Photography and Copyright Infringement
Copyright infringement occurs when someone uses one or more of a copyright owner’s exclusive rights without the owner’s permission and there is no exception or limitation in copyright law that otherwise allows for that particular use. The infringing act might be innocent, but that doesn’t excuse the fact that it is implicating someone else’s rights.
Copyright infringement of photographs can occur in many ways. But again, when evaluating whether infringement has occurred, the photographer must remember that exceptions like fair use might excuse that otherwise infringing activity. Additionally, a photographer should also remember that copyright law protects expressions and not ideas and therefore it does not protect individual elements such as subject matter, pose, concepts, ideas, or themes of the photograph. Rather, copyright law protects the creative expression resulting from the particular ways a photographer arranges or makes decisions to capture such elements with the camera.
If a photographer determines that the material is indeed a copyright infringement of the photograph, there are some steps the photographer can take to try to stop the infringement and/or get compensated by the infringer. The photographer can contact the infringer directly to request that the infringer cease the infringing activities, take down the infringing material (if its online), and/or be compensated for the infringing use (including and damages incurred by the photographer). If contacting the infringer directly does not work, the photographer may consider sending a Digital Millennium Copyright Act (DMCA) takedown notice to the platform that is hosting or linking to the infringing material and ask for it to be taken down and/or to sue the infringer in federal court or the Copyright Office’s small claims court called the Copyright Claims Board (CCB).
Sending a DMCA Takedown Notice
If a photographer discovers that their photograph is being infringed on a web service or platform (and the photographer determines that there are no other copyright law exceptions that apply (like fair use)), they can send a DMCA takedown notice to the online platform or service where the infringing material is found, requesting that the material be taken down. For example, if an infringement is found on Facebook, the photographer could send a DMCA notice to Facebook by filing out an online form requesting the infringing materials be taken down. The DMCA Takedown Notice process does not guarantee the infringer will stop the infringing activity. But at a minimum, it does put the infringer on notice that they are making use of a copyrighted work without the copyright owner’s consent.
There are a number of elements that should be included within the notice, such as a signature, contact information, and identification of the work being infringed upon. It is important to know what a DMCA takedown notice should include. Many popular social media platforms and online service providers will have their own DMCA forms and tools that photographers can use to enforce their copyrights.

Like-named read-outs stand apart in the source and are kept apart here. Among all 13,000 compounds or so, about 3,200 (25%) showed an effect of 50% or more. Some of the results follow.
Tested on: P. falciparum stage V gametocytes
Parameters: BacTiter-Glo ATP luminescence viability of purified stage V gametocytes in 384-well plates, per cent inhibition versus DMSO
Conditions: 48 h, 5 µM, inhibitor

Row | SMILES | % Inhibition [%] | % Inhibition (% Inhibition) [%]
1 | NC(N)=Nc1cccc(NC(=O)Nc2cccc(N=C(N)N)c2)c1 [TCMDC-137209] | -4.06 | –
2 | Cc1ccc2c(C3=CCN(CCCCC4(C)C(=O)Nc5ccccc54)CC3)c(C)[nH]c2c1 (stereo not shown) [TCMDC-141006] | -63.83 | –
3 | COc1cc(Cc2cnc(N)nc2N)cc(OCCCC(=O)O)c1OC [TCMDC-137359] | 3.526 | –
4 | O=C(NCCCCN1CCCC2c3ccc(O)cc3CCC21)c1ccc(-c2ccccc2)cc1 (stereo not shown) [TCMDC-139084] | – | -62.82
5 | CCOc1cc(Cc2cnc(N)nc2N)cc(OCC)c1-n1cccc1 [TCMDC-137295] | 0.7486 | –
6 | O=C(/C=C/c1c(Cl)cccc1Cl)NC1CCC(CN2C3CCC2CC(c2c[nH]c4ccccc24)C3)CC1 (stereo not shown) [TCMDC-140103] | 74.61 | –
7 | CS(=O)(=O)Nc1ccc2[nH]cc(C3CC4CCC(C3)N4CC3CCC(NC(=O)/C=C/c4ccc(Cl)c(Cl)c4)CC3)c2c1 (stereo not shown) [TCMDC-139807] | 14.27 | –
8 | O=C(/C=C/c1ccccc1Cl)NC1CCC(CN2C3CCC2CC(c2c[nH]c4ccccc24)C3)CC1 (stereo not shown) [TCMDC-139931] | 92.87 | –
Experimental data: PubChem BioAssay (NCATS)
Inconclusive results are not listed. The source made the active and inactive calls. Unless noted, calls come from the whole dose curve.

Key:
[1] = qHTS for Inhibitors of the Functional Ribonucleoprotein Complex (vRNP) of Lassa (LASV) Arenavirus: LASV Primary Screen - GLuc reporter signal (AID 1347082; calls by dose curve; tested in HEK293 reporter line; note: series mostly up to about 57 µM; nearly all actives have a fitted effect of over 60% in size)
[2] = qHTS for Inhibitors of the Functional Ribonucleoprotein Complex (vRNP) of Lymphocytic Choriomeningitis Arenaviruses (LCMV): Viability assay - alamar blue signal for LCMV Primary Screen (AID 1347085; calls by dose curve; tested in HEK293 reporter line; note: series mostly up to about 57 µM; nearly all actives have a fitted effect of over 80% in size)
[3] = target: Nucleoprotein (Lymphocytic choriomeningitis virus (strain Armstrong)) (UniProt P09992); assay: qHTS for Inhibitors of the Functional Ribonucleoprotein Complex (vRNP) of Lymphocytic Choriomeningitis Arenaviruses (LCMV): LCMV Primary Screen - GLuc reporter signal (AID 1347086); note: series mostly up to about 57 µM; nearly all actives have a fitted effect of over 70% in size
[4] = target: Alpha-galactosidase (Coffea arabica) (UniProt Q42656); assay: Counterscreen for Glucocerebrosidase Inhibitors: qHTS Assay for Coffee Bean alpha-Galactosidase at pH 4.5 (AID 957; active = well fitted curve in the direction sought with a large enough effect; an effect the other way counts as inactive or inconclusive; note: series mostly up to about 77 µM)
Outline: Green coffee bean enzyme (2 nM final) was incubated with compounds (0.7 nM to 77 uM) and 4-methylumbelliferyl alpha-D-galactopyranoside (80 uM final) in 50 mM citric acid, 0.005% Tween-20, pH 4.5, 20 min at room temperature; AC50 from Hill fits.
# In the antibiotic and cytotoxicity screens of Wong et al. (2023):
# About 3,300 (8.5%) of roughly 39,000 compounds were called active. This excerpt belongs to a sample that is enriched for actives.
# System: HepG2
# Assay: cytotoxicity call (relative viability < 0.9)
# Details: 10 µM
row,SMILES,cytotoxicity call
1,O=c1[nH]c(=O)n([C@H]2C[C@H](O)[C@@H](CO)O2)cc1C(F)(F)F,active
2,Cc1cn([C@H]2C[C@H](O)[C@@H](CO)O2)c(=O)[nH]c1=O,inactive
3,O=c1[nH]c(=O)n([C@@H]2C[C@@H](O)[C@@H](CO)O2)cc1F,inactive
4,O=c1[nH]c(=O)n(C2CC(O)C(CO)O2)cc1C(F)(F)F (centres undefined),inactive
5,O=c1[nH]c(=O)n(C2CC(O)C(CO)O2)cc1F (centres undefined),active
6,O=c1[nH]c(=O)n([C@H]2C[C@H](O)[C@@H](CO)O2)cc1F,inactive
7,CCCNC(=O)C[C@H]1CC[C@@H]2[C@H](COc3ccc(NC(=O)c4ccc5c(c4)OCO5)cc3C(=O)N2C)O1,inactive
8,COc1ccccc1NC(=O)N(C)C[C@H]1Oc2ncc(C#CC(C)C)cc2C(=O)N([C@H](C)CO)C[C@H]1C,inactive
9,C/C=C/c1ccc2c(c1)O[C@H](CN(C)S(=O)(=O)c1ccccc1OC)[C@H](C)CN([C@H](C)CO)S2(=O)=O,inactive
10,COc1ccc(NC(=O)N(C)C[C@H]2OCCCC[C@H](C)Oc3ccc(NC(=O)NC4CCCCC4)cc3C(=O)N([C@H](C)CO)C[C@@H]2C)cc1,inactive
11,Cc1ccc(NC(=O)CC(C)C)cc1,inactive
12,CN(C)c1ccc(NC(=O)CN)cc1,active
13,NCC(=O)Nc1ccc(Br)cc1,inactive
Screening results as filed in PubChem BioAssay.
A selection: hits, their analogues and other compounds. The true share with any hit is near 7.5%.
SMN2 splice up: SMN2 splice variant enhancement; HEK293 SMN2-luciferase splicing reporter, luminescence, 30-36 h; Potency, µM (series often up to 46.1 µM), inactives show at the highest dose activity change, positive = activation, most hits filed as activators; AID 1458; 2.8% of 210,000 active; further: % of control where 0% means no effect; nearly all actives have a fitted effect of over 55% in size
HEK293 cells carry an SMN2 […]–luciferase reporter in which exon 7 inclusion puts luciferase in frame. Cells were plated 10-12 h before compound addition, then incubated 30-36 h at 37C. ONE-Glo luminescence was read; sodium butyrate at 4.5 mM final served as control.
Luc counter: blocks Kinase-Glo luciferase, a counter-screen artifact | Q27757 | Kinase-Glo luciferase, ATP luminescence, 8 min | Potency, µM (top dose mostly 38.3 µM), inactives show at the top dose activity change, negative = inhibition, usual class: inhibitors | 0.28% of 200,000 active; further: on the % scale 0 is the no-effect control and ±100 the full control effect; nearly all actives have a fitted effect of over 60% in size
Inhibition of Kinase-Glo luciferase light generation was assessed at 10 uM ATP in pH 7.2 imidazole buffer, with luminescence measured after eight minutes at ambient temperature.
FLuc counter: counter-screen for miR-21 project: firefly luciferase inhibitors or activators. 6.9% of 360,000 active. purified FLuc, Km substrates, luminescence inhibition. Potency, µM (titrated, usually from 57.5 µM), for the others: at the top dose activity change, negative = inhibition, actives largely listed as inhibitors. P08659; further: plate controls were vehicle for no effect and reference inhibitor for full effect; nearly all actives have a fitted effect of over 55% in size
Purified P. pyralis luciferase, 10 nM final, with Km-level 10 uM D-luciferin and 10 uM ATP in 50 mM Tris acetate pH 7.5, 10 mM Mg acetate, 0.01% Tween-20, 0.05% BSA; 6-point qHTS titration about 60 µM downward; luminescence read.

Suing the Infringer
If the infringer refuses to take down the material and the platform or online service provider agrees with the infringer, then the only way for the photographer to get the infringing material removed (and to get damages stemming from the infringement) is to sue the infringer in federal court. Federal courts have jurisdiction over copyright infringement cases, which means that a photographer cannot bring a copyright infringement claim in state court. As discussed before in the registration section, photographers should remember that in order to sue in federal court, the U.S. Copyright Office must have made a registration determination (either accepting or denying the application) regarding the infringed photograph.
As an alternative to suing in federal court, a photographer can sue for infringement in the copyright small claims court located within the U.S. Copyright Office. This small claims court, which is called the Copyright Claims Board (CCB), can award damages, but cannot order the infringer to stop (unless the infringer agrees). There are other differences between federal court and the small claims court, including the fact that the infringer can opt-out of the proceeding (in which case the photographer’s claims will be dismissed) and that there is a cap on damages. However, unlike the federal court, the small claims court is designed to be a more accessible and affordable alternative forum for parties to hopefully settle disputes like copyright infringement claims.
Common Copyright Law Questions for Photographers
Does copyright law give photographers the right to photograph people?
Copyright law does not give photographers the legal right to photograph people. This is because copyright law only gives rights to creators to protect, enforce, and otherwise exploit (or not) their work. Other forms of law, including right of publicity and privacy laws, govern whether a separate release from the photographed subject is needed.
If a photographer is hired for a photoshoot or a specific job by a client, is the client the copyright owner of the photographs?